Corgentech (South San Francisco, California) has completed patient enrollment in a pivotal Phase III clinical trial to evaluate its lead product, CGT003, a therapy for the prevention of graft failure following coronary artery bypass graft surgery. CGT003 is an E2F decoy, an oligonucleotide that binds to and inactivates the pivotal cell-cycle transcription factor E2F, administered in Corgentech's drug-delivery device. CGT003 also is being evaluated in a Phase III clinical trial for the prevention of peripheral arterial bypass graft failure. The FDA will require both the coronary and peripheral Phase III trials for approval, and has granted CGT003 fast-track status for those indications.
Cytogen (Princeton, New Jersey) reported the publication of clinical data showing that ProstaScint-guided prostate brachytherapy results in a high probability of actuarial four-year biochemical disease-free survival for patients with localized prostate cancer. The results, reported in the October edition of the International Journal of Radiation Oncology, were gleaned from a study of 80 patients who underwent radioimmunoguided (ProstaScint) permanent prostate brachytherapy.
Edwards Lifesciences (Irvine, California) has launched the Tricentrix holder system for use with the Carpentier-Edwards Perimount Plus mitral pericardial valve in the U.S. The system, used to hold and position the replacement valve during mitral heart valve surgery, makes it easier to implant the Perimount mitral tissue valve. The holder's ultra-low-profile design creates better visualization and operating space for the surgeon by allowing the valve to quickly and easily "parachute" into the precise opening of the patient's native valve. The holder offers one-piece removal and a quick-release handle, providing efficiencies that can help decrease operating time, Edwards said.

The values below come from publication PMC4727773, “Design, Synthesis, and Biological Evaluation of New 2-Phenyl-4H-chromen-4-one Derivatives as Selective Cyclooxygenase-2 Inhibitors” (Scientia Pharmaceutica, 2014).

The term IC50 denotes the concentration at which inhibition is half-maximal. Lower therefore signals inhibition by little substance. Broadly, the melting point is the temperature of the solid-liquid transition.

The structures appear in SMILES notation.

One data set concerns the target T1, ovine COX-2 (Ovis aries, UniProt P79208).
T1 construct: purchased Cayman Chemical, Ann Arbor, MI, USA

Evit Labs (McClellan, California) reported FDA approval for the Sonik LDI Nebulizer for asthma and chronic obstructive pulmonary disease. The Sonik LDI is based on an aerosolization process that is superior to existing nebulizers because it is significantly faster, portable, quiet, less expensive to manufacture, and convenient, the company said.
Guidant (Indianapolis, Indiana) reported completion of patient enrollment in its second clinical trial designed to evaluate carotid artery stenting as a minimally invasive alternative for patients who are ineligible for current surgical options or at high surgical risk. ARCHeR RX (Acculink for Revascularization of Carotids in High-Risk Patients) is a prospective, nonrandomized, multi-center, single-arm study that enrolled a total of 145 patients in five countries. The trial using Guidant's embolic protection device, the RX Accunet, and a rapid-exchange stent system, the RX Acculink carotid stent was designed to show equivalence in the safety and performance of Rapid Exchange (RX) versions of the devices with the over-the-wire Accunet and Acculink devices. The primary endpoint for the study is combined death, stroke and myocardial infarction at 30 days.
Guideline (Newtown, Pennsylvania) has developed Hand Guide, a hand-held obstacle detection device designed to increase mobility for individuals who are visually impaired. Hand Guide is designed to be used in conjunction with a cane or a guide dog by detecting objects up to four feet away in any direction in which it is pointed. When the device detects something, it signals a warning by vibrating or chirping. It detects stationary, hanging or moving objects or people without contact to either side and at any level including face or shoulder height, indoors or outdoors.